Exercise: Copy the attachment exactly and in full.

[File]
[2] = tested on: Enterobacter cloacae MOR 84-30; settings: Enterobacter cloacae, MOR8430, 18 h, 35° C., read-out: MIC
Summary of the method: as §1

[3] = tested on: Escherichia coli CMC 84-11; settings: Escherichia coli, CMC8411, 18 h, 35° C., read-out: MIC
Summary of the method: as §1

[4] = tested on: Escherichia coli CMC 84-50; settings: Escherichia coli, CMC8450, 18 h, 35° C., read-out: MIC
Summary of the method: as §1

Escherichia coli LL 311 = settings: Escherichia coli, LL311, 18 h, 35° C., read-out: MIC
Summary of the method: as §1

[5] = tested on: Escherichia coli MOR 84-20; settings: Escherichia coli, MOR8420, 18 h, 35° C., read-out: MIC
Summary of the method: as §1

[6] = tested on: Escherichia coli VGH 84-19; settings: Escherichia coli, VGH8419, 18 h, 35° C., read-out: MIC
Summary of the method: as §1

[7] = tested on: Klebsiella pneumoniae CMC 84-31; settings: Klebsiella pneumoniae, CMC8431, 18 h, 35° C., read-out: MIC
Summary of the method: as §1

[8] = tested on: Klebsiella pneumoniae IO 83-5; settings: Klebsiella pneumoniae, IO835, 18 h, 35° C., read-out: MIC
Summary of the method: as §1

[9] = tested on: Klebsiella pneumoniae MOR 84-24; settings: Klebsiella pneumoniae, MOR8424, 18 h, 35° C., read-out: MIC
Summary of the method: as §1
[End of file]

[2] = tested on: Enterobacter cloacae MOR 84-30; settings: Enterobacter cloacae, MOR8430, 18 h, 35° C., read-out: MIC
Summary of the method: as §1

[3] = tested on: Escherichia coli CMC 84-11; settings: Escherichia coli, CMC8411, 18 h, 35° C., read-out: MIC
Summary of the method: as §1

[4] = tested on: Escherichia coli CMC 84-50; settings: Escherichia coli, CMC8450, 18 h, 35° C., read-out: MIC
Summary of the method: as §1

Escherichia coli LL 311 = settings: Escherichia coli, LL311, 18 h, 35° C., read-out: MIC
Summary of the method: as §1

[5] = tested on: Escherichia coli MOR 84-20; settings: Escherichia coli, MOR8420, 18 h, 35° C., read-out: MIC
Summary of the method: as §1

[6] = tested on: Escherichia coli VGH 84-19; settings: Escherichia coli, VGH8419, 18 h, 35° C., read-out: MIC
Summary of the method: as §1

[7] = tested on: Klebsiella pneumoniae CMC 84-31; settings: Klebsiella pneumoniae, CMC8431, 18 h, 35° C., read-out: MIC
Summary of the method: as §1

[8] = tested on: Klebsiella pneumoniae IO 83-5; settings: Klebsiella pneumoniae, IO835, 18 h, 35° C., read-out: MIC
Summary of the method: as §1

[9] = tested on: Klebsiella pneumoniae MOR 84-24; settings: Klebsiella pneumoniae, MOR8424, 18 h, 35° C., read-out: MIC
Summary of the method: as §1